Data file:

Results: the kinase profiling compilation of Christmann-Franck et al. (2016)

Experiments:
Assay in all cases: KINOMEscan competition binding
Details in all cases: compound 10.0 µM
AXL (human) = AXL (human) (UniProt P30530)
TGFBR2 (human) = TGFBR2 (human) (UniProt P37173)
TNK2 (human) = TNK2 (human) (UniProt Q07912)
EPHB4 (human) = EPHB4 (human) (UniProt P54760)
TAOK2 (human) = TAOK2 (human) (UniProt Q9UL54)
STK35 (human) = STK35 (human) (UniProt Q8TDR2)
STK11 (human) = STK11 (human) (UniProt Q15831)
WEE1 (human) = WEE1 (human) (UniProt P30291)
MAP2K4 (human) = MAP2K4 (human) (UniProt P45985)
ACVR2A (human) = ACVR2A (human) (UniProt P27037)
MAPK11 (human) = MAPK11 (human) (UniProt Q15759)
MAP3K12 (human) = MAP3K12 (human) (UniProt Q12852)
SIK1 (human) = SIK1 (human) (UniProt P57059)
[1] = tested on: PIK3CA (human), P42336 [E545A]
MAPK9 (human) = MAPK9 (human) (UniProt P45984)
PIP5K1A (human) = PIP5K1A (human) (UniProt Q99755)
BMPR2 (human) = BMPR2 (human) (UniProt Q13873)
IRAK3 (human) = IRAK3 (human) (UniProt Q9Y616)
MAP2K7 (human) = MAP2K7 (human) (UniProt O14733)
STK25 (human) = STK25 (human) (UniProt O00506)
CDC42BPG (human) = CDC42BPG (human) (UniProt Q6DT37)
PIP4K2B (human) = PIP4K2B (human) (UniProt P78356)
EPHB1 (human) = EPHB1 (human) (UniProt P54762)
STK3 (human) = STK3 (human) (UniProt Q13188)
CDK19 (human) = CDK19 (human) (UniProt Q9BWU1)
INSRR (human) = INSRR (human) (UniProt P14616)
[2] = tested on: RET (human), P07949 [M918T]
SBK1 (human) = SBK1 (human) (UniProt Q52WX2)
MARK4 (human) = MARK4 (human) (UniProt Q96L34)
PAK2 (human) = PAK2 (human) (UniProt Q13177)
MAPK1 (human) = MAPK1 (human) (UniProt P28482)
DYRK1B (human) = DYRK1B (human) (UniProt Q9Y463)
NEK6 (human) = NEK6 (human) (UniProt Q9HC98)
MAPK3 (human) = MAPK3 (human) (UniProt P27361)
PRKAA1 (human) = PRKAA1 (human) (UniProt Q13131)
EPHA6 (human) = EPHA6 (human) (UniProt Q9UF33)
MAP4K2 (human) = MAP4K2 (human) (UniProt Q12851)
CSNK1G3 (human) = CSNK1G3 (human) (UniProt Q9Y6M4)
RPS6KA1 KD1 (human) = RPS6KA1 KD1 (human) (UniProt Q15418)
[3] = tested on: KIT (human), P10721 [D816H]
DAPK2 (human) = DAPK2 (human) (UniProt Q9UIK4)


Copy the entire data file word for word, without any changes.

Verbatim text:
Results: the kinase profiling compilation of Christmann-Franck et al. (2016)

Experiments:
Assay in all cases: KINOMEscan competition binding
Details in all cases: compound 10.0 µM
AXL (human) = AXL (human) (UniProt P30530)
TGFBR2 (human) = TGFBR2 (human) (UniProt P37173)
TNK2 (human) = TNK2 (human) (UniProt Q07912)
EPHB4 (human) = EPHB4 (human) (UniProt P54760)
TAOK2 (human) = TAOK2 (human) (UniProt Q9UL54)
STK35 (human) = STK35 (human) (UniProt Q8TDR2)
STK11 (human) = STK11 (human) (UniProt Q15831)
WEE1 (human) = WEE1 (human) (UniProt P30291)
MAP2K4 (human) = MAP2K4 (human) (UniProt P45985)
ACVR2A (human) = ACVR2A (human) (UniProt P27037)
MAPK11 (human) = MAPK11 (human) (UniProt Q15759)
MAP3K12 (human) = MAP3K12 (human) (UniProt Q12852)
SIK1 (human) = SIK1 (human) (UniProt P57059)
[1] = tested on: PIK3CA (human), P42336 [E545A]
MAPK9 (human) = MAPK9 (human) (UniProt P45984)
PIP5K1A (human) = PIP5K1A (human) (UniProt Q99755)
BMPR2 (human) = BMPR2 (human) (UniProt Q13873)
IRAK3 (human) = IRAK3 (human) (UniProt Q9Y616)
MAP2K7 (human) = MAP2K7 (human) (UniProt O14733)
STK25 (human) = STK25 (human) (UniProt O00506)
CDC42BPG (human) = CDC42BPG (human) (UniProt Q6DT37)
PIP4K2B (human) = PIP4K2B (human) (UniProt P78356)
EPHB1 (human) = EPHB1 (human) (UniProt P54762)
STK3 (human) = STK3 (human) (UniProt Q13188)
CDK19 (human) = CDK19 (human) (UniProt Q9BWU1)
INSRR (human) = INSRR (human) (UniProt P14616)
[2] = tested on: RET (human), P07949 [M918T]
SBK1 (human) = SBK1 (human) (UniProt Q52WX2)
MARK4 (human) = MARK4 (human) (UniProt Q96L34)
PAK2 (human) = PAK2 (human) (UniProt Q13177)
MAPK1 (human) = MAPK1 (human) (UniProt P28482)
DYRK1B (human) = DYRK1B (human) (UniProt Q9Y463)
NEK6 (human) = NEK6 (human) (UniProt Q9HC98)
MAPK3 (human) = MAPK3 (human) (UniProt P27361)
PRKAA1 (human) = PRKAA1 (human) (UniProt Q13131)
EPHA6 (human) = EPHA6 (human) (UniProt Q9UF33)
MAP4K2 (human) = MAP4K2 (human) (UniProt Q12851)
CSNK1G3 (human) = CSNK1G3 (human) (UniProt Q9Y6M4)
RPS6KA1 KD1 (human) = RPS6KA1 KD1 (human) (UniProt Q15418)
[3] = tested on: KIT (human), P10721 [D816H]
DAPK2 (human) = DAPK2 (human) (UniProt Q9UIK4)